Four stone hut circles and associated boundary walls south east of Fernworthy Reservoir, 250m north west of Metherall

Overview

Heritage Category: Scheduled Monument

List Entry Number: 1019214

Date first listed: 09-Feb-2001

Map

Ordnance survey map of Four stone hut circles and associated boundary walls south east of Fernworthy Reservoir, 250m north west of Metherall
© Crown Copyright and database right 2018. All rights reserved. Ordnance Survey Licence number 100024900.
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Location

The building or site itself may lie within the boundary of more than one authority.

County: Devon

District: West Devon (District Authority)

Parish: Chagford

National Park: DARTMOOR

National Grid Reference: SX 67039 84174, SX 67063 84129, SX 67095 84036, SX 67096 83979

Summary

Legacy Record - This information may be included in the List Entry Details.

Reasons for Designation

Dartmoor is the largest expanse of open moorland in southern Britain and, because of exceptional conditions of preservation, it is also one of the most complete examples of an upland relict landscape in the whole country. The great wealth and diversity of archaeological remains provide direct evidence for human exploitation of the Moor from the early prehistoric period onwards. The well-preserved and often visible relationship between settlement sites, major land boundaries, trackways, ceremonial and funerary monuments as well as later industrial remains, gives significant insights into successive changes in the pattern of land use through time. Stone hut circles and hut settlements were the dwelling places of prehistoric farmers on Dartmoor. They mostly date from the Bronze Age, with the earliest examples on the Moor in this building tradition dating to about 1700 BC. The stone-based round houses consist of low walls or banks enclosing a circular floor area; remains of the turf or thatch roof are not preserved. The huts may occur singly or in small or large groups and may lie in the open or be enclosed by a bank of earth and stone. Although they are common on the Moor, their longevity and their relationship with other monument types provide important information on the diversity of social organisation and farming practices amongst prehistoric communities. They are particularly representative of their period and a substantial proportion of surviving examples are considered worthy of protection.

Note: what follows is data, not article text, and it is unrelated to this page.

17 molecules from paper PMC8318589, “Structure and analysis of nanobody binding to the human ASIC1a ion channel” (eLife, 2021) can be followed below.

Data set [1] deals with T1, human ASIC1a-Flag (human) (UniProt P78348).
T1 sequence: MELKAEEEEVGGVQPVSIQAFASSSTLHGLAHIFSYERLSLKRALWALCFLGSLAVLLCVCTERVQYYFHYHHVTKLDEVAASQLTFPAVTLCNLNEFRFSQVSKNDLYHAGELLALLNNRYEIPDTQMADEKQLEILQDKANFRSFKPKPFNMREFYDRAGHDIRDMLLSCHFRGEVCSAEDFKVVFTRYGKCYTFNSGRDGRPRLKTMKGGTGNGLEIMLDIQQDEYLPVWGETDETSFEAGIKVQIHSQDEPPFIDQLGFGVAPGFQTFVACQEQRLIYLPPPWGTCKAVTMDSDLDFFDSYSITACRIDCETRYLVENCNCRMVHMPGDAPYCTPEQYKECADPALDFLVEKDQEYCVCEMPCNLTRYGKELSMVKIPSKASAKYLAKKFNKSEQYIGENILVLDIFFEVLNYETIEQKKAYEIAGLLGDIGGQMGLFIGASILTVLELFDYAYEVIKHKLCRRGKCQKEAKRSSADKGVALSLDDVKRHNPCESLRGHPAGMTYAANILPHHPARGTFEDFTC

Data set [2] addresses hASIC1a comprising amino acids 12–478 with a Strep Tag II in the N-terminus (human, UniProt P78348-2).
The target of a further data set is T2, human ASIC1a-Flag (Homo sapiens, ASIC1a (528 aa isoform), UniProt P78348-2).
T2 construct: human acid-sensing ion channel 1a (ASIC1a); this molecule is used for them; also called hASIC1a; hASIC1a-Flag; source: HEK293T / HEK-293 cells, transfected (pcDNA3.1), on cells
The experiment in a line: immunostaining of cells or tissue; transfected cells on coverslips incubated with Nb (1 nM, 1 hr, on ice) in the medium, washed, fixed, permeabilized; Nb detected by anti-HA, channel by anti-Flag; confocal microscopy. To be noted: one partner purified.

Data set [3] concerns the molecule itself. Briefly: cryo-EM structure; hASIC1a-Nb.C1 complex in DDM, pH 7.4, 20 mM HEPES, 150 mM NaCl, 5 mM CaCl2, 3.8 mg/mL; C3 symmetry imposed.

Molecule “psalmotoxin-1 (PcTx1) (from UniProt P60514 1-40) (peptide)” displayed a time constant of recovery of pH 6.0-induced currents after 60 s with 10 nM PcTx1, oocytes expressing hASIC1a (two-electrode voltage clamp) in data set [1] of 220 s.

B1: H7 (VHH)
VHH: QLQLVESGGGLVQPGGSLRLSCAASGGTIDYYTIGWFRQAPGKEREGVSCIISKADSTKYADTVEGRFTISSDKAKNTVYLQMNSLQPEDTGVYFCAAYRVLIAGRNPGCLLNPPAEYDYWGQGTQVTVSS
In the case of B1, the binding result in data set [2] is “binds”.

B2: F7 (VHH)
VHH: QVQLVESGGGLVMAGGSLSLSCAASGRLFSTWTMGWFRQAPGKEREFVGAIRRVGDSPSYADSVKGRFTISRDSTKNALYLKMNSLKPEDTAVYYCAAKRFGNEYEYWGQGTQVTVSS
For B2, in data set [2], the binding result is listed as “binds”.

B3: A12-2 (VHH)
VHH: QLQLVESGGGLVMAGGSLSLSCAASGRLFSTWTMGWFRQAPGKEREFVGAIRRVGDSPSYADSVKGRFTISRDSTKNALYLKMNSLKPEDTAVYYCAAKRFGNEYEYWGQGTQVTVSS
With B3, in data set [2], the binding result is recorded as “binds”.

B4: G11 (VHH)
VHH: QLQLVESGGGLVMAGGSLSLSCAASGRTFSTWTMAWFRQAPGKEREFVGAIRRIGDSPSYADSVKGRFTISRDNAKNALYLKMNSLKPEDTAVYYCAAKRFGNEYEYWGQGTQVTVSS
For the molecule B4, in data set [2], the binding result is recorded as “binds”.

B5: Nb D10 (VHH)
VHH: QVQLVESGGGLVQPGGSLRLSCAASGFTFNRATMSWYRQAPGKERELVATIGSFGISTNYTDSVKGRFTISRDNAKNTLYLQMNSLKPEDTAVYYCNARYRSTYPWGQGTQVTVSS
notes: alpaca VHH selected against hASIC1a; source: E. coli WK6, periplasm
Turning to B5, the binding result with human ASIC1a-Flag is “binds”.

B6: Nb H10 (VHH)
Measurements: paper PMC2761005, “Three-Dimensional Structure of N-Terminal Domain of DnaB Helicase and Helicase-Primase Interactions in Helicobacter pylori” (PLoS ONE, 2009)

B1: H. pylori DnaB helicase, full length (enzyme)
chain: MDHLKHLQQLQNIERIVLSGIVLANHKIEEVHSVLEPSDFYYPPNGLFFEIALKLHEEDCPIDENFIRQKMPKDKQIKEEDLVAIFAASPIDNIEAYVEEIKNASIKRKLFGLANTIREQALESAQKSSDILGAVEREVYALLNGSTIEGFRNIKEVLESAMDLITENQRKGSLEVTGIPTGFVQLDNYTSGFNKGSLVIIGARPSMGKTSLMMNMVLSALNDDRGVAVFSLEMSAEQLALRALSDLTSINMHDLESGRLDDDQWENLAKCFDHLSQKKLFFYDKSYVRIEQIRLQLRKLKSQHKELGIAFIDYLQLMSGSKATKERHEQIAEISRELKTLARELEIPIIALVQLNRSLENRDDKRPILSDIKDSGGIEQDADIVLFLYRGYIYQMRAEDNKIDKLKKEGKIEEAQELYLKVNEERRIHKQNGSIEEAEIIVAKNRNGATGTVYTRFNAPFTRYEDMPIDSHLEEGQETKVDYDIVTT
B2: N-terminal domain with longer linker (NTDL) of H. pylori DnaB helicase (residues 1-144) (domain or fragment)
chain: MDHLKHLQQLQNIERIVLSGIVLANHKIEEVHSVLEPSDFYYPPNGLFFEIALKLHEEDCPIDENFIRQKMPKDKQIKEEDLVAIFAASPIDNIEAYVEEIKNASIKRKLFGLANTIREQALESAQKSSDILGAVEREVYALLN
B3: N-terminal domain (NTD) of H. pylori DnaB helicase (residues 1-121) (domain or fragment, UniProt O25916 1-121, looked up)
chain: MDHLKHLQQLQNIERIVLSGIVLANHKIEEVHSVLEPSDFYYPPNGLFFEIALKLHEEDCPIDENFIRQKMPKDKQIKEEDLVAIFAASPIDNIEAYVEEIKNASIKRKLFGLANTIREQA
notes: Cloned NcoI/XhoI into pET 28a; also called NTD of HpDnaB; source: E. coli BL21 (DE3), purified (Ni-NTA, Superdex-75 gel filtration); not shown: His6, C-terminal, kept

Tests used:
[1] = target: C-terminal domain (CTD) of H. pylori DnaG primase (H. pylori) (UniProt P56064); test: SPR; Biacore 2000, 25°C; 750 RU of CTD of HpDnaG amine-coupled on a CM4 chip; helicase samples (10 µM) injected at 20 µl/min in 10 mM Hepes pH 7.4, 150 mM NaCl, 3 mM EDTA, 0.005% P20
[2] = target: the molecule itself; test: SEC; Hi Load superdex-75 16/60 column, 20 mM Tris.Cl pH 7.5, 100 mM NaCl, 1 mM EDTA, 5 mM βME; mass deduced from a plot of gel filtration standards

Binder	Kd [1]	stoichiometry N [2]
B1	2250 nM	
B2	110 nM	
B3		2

The four stone hut circles and associated boundary walls south east of Fernworthy Reservoir, 250m north west of Metherall are amongst the most visually impressive on Dartmoor. With walls standing up to 1.8m high the true scale and impressive character of Bronze Age domestic architecture can be easily appreciated.

History

Legacy Record - This information may be included in the List Entry Details.

Details

The monument, which falls into four areas of protection, includes four substantial stone hut circles and associated boundary walls situated on a gentle north west facing slope overlooking Fernworthy Reservoir. The stone hut circles survive as circular walls each surrounding an internal area which varies from 45 sq m to 57 sq m. The heights of the surrounding walls vary between 1.1m and 1.8m. Two of the huts have visible doorways and one has a porch. The northernmost hut is attached to parallel walls leading downslope from the building. This feature would have acted as a passageway allowing unhindered access to lower parts of the valley. From the hut at NGR SX 67078403 an orthostatic wall with rubble infill measuring 1.8m wide by 0.6m high, leads east for over 50m. The two northernmost huts were excavated between 1934 and 1936 by Worth. In the northern hut he found that the floor had been previously disturbed and artefacts were limited to a few flint flakes. In the second excavated hut a flint spear head, a hammer stone and a few sherds of Bronze Age pottery were found. A 1.5m wide, gravel covered path known as Potter's Way cuts through part of the monument. The surface of this path is excluded from the scheduling, but the ground below is included.

MAP EXTRACT The site of the monument is shown on the attached map extract. It includes a 2 metre boundary around the archaeological features, considered to be essential for the monument's support and preservation.

Legacy

The contents of this record have been generated from a legacy data system.

Legacy System number: 28752

Legacy System: RSM

Sources

Books and journals
Butler, J, Dartmoor Atlas of Antiquities, (1991), 155
Other
MPP fieldwork by S. Gerrard, (1999)

End of official listing